Ceramic implants are biocompatible and ‘inert’ in the body. They offer major advantages in terms of esthetics and are rarely colonized by bacteria – so we seldom find plaque on them. We also have clinical evidence of tissue apposition effects that are not apparent with titanium: a great benefit of this is that the gum ‘hugs’ the ceramic without irritation.
The ceramic implants we have today are single-stage designs, which means the abutment is integrated and cannot be used to correct the angle of the implant axis. The surgery has to be planned carefully to prevent divergences. Computer-guided surgery, position indicators, drill templates and other aids make it easier to position the axes precisely. Straumann is the first company to provide such tools in a ceramic implant set.
Ceramic implants are more expensive that titanium, but they don’t need secondary components like abutments and cast-on components. When all the parts are taken into consideration, there is no major price difference between ceramic and titanium options. Price is important for some patients. As dentists, we need to work to raise awareness and explain that implants are high-tech medical devices that deliver topquality, sustainable performance and last a long time.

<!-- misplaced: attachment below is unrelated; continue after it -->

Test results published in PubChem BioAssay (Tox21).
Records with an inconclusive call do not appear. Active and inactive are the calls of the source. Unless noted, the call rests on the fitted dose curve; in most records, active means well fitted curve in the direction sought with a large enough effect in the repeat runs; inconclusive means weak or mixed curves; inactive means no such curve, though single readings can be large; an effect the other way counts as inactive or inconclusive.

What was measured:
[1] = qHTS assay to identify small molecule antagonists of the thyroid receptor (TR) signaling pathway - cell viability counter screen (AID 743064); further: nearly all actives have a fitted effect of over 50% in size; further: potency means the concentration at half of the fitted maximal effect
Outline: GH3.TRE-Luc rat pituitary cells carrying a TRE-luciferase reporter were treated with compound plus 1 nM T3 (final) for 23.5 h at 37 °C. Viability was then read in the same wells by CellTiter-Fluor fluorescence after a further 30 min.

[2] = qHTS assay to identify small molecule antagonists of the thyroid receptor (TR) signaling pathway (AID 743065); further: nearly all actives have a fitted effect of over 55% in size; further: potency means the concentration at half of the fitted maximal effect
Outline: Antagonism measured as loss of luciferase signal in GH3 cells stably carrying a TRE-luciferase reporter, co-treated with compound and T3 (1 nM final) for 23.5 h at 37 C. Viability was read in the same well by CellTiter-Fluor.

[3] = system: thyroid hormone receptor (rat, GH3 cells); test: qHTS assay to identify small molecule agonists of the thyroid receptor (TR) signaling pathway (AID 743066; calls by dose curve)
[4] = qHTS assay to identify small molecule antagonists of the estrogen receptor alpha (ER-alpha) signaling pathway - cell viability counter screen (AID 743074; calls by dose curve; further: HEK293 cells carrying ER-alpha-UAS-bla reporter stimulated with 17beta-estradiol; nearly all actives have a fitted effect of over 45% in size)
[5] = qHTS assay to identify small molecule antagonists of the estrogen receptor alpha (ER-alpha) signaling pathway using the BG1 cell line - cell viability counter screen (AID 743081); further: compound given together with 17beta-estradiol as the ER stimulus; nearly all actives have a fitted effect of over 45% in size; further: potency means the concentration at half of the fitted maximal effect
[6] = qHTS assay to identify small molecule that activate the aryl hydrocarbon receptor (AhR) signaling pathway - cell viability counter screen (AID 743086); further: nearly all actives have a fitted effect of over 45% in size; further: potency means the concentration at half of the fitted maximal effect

The micro-rough surface on the ceramic implants we use offers osseointegration that is equivalent to that of titanium implants, as we have shown in three preclinical studies. This means a high level of security. Ceramic implants are now an integral part of the work we do in our practice. For a long time there were no major clinical studies to support ceramic implants.
Major studies have been published documenting the safety of ceramic implants. In addition, we have seen very good tissue attachment effects among the hundreds of ceramic implants, and three, five and seven year outcomes have already been evaluated. In a study of the first-generation ceramic implants, we did not – even after seven years – find a single case of even initial signs of inflammation around implant bodies.
The areas of application will be limited until a full range of ceramic implants becomes available. We don’t have a two-stage design yet, nor reduced-diameter ceramic implants for narrow alveolar ridges. Clinical data need to be collected to help build users’ confidence in this fascinating alternative to titanium implants.
It is feasible that ceramic implants will achieve a 40% share of the US implant market in the long term. By contrast, the German market is more conservative and wedded to titanium. Health insurers are cautious about ceramic implants. Currently, about 10% of our patients want all-ceramic solutions. My forecast would be 25–30% in the medium term, rising to 50% in the long term.